Veggie Compass Veggie Compass is an ongoing project at the University of Wisconsin Madison that involves the development of whole farm profit management tools and workshops directed to diversified organic fresh market vegetable growers.

Organizations and Agencies – Olympic and Kitsap Peninsulas

North Olympic Development Council – Offers agricultural business advising. The North Olympic Peninsula Resource Conservation & Development Council (NODC) empowers the North Olympic Peninsula to invest in and pursue its own economic and environmental destiny. As the federally-designated Economic Development District for Jefferson and Clallam counties, NODC is a collaborative, innovative effort among member governments, community organizations, tribes and businesses to advance economic, environmental and quality of life initiatives in the region.

Small Business Development Center – Located in Port Angeles that serves the North Olympic Peninsula. Washington Small Business Development Center (SBDC) is a network of more than 30 expert business advisors working in communities across the state to help entrepreneurs or small business owners start, grow or buy/sell a business.

Chamber of Commerce – The Chamber of Commerce is an active force in all segments of the business community, and promotes economic viability. Find your nearest Chamber: Port Angeles Chamber of Commerce , Sequim Chamber of Commerce , Forks Chamber of Commerce , Jefferson County Chamber of Commerce , Bremerton Chamber of Commerce , Silverdale Chamber of Commerce , Poulsbo Chamber of Commerce , Port Orchard Chamber of Commerce , Bainbridge Island Chamber of Commerce .

Economic Development Councils – Provides one-on-one, confidential consulting and technical assistance to existing businesses. Find your nearest EDC: Team Jefferson , North Olympic Development Council , Clallam Economic Development Corporation , Kitsap Economic Development Alliance .

Center for Inclusive Entrepreneurship – CIE offers accessible and inclusive first step business training and support in underserved communities throughout Washington State to help people launch and build businesses and become leaders in building resilient, sustainable, and equitably shared community wealth.

Organizations and Agencies – Greater NW Region and Washington State

Business Impact NW – Business Impact NW works together with you, providing the coaching, classes and capital you need to successfully launch and grow your business.

Northwest Ag Business Center – NABC helps farmers establish new enterprises, and helps make existing businesses more profitable, by providing business feasibility, planning and implementation guidance, connections to markets and capital, and access to resources.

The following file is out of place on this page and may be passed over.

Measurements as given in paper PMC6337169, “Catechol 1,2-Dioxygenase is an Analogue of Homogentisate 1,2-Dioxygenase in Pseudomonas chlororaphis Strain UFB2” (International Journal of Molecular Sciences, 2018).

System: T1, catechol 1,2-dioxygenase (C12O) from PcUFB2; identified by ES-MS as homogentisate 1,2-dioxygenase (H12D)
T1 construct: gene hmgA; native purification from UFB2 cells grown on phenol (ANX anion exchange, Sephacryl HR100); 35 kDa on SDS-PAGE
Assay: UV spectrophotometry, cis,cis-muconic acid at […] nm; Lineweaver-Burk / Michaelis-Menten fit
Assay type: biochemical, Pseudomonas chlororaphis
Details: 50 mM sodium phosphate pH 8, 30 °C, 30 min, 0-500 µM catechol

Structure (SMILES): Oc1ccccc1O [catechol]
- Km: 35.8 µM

WSU Farm Business Planning Courses

photo of chickens sitting on a fence with a pasture in the background and cultivating success logo

Cultivating Success™  Information:

Cultivating Success™ WA programs currently consist of three courses,  Is a Small Farm in Your Future? ,  Whole Farm Planning  and  Agricultural Entrepreneurship . The goal of these educational opportunities is to provide beginning and existing farmers with the planning and decision-making tools, production skills, and support necessary to develop a sustainable farm or food business. Cultivating Success™ connects the student with farmers and exposes them to real world situations through a community-based, experiential approach. Whether you are a community member wanting to learn how to plan your farm business, or an experienced farmer/rancher wanting to try something new –  Cultivating Success™  creating and implement educational programs to increase the number and foster the success of sustainable small farmers and ranchers.

The foundational elements of Cultivating Success™

Information found on this page is for general educational purposes only and is not intended to take the place of professional advice from lawyers and Certified Public Accountants.

council farm business plan

MSU Extension Farm Management

Funding your farm: selling your story in a business plan.

Jonathan LaPorte , Michigan State University Extension - December 15, 2022

share this on facebook

A new beginning farmer webinar series focuses on creating a business plan.

council farm business plan

Creating a business plan is an important part of managing a farm business. A business plan helps to evaluate alternatives, identify market opportunities and communicate ideas to potential lenders and business partners.